In 1867 at the January session of the supervisors, they resolved to submit to the voters of the county, on the first Monday of the following April, a proposition to raise eight thousand dollars for the purpose of building a jail and a house for the jailer, one-half to be raised in the year 1867 and the other half in the year 1868. The voters refused to sanction the tax.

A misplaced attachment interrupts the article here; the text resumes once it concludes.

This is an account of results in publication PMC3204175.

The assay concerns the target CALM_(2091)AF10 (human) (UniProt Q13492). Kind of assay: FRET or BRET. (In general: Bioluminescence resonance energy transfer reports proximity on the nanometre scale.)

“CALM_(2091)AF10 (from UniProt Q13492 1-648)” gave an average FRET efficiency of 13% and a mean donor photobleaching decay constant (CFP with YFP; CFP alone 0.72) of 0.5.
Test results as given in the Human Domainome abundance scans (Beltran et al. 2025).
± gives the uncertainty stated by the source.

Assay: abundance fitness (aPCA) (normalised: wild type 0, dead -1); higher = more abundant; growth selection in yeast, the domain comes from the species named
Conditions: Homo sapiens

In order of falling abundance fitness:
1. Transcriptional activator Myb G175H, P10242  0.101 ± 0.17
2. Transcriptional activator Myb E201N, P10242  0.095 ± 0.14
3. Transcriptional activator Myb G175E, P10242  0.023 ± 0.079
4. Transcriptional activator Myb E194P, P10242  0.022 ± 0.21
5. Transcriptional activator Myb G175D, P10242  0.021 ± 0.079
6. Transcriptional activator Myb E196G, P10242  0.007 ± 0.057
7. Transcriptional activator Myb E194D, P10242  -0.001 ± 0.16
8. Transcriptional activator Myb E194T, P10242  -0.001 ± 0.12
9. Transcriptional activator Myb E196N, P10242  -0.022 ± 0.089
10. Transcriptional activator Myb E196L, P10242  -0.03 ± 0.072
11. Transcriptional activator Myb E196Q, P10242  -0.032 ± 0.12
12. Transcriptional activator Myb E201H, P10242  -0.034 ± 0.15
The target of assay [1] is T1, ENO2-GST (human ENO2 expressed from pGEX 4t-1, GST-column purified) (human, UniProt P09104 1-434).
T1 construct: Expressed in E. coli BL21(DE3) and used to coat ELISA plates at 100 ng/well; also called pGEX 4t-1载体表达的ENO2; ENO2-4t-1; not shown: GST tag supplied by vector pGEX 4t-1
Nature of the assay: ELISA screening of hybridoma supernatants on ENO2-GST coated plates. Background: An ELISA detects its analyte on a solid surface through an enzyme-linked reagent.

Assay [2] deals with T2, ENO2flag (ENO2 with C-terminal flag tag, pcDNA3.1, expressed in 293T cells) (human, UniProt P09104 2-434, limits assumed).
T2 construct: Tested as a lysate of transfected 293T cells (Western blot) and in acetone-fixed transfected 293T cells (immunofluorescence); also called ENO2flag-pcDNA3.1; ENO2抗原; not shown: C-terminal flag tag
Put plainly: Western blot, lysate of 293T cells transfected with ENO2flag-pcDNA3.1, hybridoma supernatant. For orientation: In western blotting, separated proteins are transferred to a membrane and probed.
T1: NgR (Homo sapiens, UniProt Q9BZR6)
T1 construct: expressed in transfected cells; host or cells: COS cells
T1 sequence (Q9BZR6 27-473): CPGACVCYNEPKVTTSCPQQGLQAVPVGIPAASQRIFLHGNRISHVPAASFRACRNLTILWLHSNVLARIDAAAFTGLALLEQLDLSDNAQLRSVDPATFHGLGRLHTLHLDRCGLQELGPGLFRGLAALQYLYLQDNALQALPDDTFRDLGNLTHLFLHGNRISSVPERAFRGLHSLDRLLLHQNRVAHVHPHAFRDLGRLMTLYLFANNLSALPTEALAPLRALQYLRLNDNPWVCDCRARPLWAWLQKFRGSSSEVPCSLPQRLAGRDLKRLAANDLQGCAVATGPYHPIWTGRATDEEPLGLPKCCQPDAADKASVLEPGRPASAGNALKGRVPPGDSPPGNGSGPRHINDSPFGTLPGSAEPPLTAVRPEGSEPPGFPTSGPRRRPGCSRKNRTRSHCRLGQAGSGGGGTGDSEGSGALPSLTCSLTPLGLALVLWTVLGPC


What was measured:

A month later at the October session of the supervisors in 1868 Mr. Lawrence presented to them a diagram of the public square and proposed that they release to him the public square on which the court house stands, and the lot on which the brick office of Dr. Rand and the commissioner of the poor now stands, and in return he would deed to the county residuary interest in the lots marked on the diagram jail lot, and court house lot, and the buildings thereon and also that he would give the county the sum of $8,000 towards the erection of a new court house with county offices attached to be located on the aforesaid square, $4,000 to be paid without interest, when such building or buildings are entirely completed, said building or buildings to cost not less than $8,000. This diagram has disappeared, and the offer was not accepted, for in 1871, Mr. Lawrence offered to release to the county his interest in the west half of the public square, and pay the county the sum of $12,000; provided the county transferred to him its interest in the east half of the said square, and the lot four in block 24 on which the offices of the county treasurer and register of deeds are located. This offer was accepted by the supervisors; provided the preliminaries could be satisfactorily adjusted. A committee consisting of Osmum Chappell, Earl T. Church, and John Dow, was appointed to negotiate and make the sale, on certain conditions, which cover more than a page of the records. From the fact that among these conditions is one that provides that two alleys twenty feet in width shall be reserved, one from the middle of the square on Harris avenue, and the other from the middle of the square on Bostwick avenue to intersect each other in the center of the square, we conclude that Mr. Lawrence first offer was to give $8,000 for three quarters of the square and the lot on which Dr. Rand office stands, and he would transfer to the county his residuary interest in the northwest quarter of the square. As we find no further record of his second proposition, we conclude that the preliminaries could not be satisfactorily adjusted, and the whole fell through.